The Digital Dark Age: Preserving Personal Narrative

I’m rethinking everything now. The loyal mirror on the wall has shattered along with the world it once reflected and I’m intrigued. Uprooted, unsure of what this means, but curious.

For starters, I’m done with naively buying into the notion of online data invincibility. Of letting the all-powerful web store my life history instead of printing my entries in neatly bound books for my posterity. Of believing, like all peoples of powerful cities who believe their empire could never fail, that the internet will be true forever. That my Facebook updates, Flickr streams, and blog posts will not be built in vain. That digitally speaking, a part of me will always exist.

The truth is, I want my narrative to survive. I want these blog posts, these photos, these life moments clicked into status updates preserved, and not for strangers, acquaintances, and even friends. I want them saved, protected, and archived for my children and grandchildren. That’s what I care about, and making sure it happens is my new focus.

Because the truth is, the internet will forget us. Facebook does have a shelf life. Its historical data is not written in stone, and while I think we have the smarts to preserve it with long-term storage, our desire to do so seems lacking. Maybe it’s because we are too busy. I know I am. Taking the time to make a simple print out of several dozen letters to my husband, or the contents of this blog, seems daunting. But unless I want to be part of the prophesied Digital Dark Age, maybe I will trade an hour of House of Turquoise and fire up the printer.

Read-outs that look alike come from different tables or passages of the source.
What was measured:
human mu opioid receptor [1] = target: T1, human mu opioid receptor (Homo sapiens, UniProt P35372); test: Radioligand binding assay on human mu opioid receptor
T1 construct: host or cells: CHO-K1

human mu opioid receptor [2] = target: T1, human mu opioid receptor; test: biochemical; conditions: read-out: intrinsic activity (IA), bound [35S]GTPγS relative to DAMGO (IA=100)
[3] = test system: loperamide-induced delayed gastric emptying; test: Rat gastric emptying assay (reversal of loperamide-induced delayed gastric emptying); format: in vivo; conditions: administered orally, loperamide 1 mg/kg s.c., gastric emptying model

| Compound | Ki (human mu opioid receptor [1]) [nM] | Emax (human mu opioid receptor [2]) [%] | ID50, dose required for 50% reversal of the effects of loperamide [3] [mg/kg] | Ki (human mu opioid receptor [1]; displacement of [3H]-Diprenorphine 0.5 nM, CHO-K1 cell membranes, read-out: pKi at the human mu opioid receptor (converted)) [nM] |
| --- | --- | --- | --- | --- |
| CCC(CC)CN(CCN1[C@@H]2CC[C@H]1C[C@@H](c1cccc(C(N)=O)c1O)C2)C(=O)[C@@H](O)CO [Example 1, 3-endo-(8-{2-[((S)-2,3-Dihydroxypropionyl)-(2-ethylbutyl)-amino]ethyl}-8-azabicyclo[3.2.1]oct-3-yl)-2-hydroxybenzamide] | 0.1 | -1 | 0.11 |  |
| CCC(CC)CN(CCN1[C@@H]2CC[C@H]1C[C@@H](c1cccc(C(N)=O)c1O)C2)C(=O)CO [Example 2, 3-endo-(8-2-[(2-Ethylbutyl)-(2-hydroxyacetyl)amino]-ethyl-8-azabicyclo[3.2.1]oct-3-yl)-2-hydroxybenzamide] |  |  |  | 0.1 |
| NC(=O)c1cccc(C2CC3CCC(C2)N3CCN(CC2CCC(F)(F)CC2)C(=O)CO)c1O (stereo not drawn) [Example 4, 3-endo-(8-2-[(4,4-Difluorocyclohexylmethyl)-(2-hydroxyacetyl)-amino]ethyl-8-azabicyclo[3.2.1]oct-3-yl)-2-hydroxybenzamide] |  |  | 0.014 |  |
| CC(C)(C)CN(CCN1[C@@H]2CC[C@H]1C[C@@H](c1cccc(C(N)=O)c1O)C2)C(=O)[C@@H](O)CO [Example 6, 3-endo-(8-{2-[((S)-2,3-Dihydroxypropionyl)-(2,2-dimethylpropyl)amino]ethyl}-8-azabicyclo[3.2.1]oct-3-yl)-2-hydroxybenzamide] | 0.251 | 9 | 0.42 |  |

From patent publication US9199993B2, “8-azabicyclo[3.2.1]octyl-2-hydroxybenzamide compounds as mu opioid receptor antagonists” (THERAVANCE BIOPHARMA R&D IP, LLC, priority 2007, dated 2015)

Creating a historical hardcopy is not the only way to archive our past but it’s a start. There are of course many blog-to-book publishing sites, self-publishing and archiving gurus, and ideas about which technology will stand the test of time. But for me for now, I will choose a few of the most precious parts of my history that I want to hold in my hands and start there. Like writing longhand in my journal more often, printing baby photos of my children still stuck in a harddrive, and printing years of private epiphanies scattered in word documents.  After that, I’ll backup, gather and organize my data into folders, cull the clutter, and print and store in multiple formats.

John Ruskin once said, “When we build, let us think we build for forever.” I like that. We don’t have to become the digital dark ages, or a civilization whose records become lost or unreadable due to lack of attention. I don’t have all the answers, but I’m curious and I’m rethinking everything. Including how important it is to preserve my personal narrative with my posterity, and the best way to go about doing it.

2 Comments

  1. Veronica Frazier on 06/27 at

    Excellent point. It’s starting to make me wonder as well. Albeit hard copies have stood the test of time, security in preservation is growing more meaningful as the quality of bequeathed guidance becomes more apparent.

  2. Wendy Jones on 08/13 at

    I have not been much online in the past few months, but what a delight to read and chew on your latest blog posts. You are amazing and an inspiration, Melanee!

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